Currently, the hospital is attracting at least 1,200 out-patient clients per day with a increase in patients from other counties such as Meru, Tharaka Nithi, Kitui and Kirinyaga.

“Personnel at the facility will be employed on a two –year contract and those underperforming will be sacked. This will increase efficiency," said the governor, adding that the move will ensure service delivery at all times even when other health workers are on strike.


The county boss at the same time said plans were underway to sack striking nurses saying there was no money to pay staff who have not reported to work for over 100 days.

He also noted that there was an on-going process to renew contracts of 30 nurses who were employed on a temporary basis at the Embu Teaching and Referral Hospital when the nurses' strike began.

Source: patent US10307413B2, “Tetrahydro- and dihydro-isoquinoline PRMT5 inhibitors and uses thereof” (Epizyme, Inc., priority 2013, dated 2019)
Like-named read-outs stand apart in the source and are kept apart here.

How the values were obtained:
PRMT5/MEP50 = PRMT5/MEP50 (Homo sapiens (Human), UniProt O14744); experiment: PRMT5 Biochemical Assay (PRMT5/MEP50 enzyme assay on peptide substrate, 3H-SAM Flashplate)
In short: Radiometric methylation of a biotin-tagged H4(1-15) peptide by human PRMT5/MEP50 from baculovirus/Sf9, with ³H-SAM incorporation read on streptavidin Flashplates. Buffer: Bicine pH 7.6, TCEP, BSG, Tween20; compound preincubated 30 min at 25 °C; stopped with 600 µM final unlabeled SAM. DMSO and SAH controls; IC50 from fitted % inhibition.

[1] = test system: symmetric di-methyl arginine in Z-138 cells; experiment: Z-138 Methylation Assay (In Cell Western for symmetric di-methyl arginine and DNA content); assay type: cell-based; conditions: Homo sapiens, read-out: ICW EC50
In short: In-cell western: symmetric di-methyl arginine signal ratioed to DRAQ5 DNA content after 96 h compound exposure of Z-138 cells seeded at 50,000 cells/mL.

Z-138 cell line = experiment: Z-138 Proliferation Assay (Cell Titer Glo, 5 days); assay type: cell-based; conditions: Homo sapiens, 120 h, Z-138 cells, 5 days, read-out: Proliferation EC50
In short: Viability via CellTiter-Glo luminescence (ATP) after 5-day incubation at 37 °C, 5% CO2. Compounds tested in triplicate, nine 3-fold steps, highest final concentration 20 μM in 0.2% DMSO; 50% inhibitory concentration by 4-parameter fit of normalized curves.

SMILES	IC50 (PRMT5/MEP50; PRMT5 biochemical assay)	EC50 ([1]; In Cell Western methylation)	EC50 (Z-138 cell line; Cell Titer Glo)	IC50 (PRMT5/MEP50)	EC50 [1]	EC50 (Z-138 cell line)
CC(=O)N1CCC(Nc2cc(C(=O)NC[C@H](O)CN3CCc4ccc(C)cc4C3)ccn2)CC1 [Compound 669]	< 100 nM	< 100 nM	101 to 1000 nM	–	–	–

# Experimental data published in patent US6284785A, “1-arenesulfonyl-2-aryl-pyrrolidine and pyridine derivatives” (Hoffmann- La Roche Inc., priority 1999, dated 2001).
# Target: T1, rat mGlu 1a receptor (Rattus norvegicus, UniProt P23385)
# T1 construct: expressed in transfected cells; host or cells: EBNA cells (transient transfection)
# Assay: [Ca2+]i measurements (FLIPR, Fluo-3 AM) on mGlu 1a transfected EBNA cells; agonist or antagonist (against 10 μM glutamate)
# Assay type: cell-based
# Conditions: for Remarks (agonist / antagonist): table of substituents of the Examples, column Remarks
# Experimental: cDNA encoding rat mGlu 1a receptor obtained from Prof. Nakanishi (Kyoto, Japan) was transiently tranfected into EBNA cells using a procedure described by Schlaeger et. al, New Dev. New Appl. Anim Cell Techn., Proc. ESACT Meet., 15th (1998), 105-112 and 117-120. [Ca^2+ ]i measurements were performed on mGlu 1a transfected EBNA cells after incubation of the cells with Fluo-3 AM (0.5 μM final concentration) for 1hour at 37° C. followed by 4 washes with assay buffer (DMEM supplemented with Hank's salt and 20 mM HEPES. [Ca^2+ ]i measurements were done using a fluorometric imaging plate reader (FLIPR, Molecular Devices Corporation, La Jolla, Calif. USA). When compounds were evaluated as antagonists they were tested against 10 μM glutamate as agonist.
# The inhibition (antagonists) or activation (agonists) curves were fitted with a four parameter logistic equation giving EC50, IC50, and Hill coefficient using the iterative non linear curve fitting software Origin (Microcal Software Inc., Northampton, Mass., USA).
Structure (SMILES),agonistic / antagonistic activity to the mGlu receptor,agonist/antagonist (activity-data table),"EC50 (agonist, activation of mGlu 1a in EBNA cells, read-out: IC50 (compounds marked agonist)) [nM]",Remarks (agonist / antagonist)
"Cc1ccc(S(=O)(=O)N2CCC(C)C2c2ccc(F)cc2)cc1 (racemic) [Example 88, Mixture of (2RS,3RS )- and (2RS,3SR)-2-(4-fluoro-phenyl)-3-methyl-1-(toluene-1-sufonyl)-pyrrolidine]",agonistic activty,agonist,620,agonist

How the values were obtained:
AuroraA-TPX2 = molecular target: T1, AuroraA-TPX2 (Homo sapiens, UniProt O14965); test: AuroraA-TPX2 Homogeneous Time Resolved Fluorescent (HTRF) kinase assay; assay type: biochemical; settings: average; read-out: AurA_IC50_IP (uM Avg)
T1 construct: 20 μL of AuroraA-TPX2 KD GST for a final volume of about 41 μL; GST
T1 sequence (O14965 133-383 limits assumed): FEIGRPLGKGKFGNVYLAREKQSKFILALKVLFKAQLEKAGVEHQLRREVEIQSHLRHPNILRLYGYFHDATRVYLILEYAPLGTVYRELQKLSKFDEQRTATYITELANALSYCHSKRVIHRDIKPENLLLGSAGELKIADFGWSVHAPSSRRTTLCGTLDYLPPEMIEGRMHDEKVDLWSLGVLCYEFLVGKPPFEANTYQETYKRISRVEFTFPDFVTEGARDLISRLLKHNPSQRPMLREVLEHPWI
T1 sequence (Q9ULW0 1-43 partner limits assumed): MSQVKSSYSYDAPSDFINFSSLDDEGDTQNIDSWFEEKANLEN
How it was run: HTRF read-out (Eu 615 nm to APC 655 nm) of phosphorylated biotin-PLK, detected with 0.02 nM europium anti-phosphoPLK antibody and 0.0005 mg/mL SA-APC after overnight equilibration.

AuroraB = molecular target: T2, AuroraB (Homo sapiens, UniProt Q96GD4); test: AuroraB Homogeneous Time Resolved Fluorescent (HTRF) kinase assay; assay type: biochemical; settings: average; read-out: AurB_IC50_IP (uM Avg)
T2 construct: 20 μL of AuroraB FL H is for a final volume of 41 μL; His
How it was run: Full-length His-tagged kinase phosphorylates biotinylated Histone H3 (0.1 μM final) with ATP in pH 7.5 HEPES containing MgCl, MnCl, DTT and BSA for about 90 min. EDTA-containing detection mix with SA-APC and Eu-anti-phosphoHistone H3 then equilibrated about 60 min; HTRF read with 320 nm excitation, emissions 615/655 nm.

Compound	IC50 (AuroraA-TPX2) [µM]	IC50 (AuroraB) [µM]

However, his statement elicited sharp reactions from MCAs who called on President Kenyatta to intervene and have the nurses strike called off.

Assembly Deputy Speaker Steve Simba said the government should not allow the Council of Governors to take the front seat in addressing the issue since some are politicising it at the expense of citizens.

He said threatening nurses is misinformed and meant to intimidate them adding that only the president can put an end to the strike.

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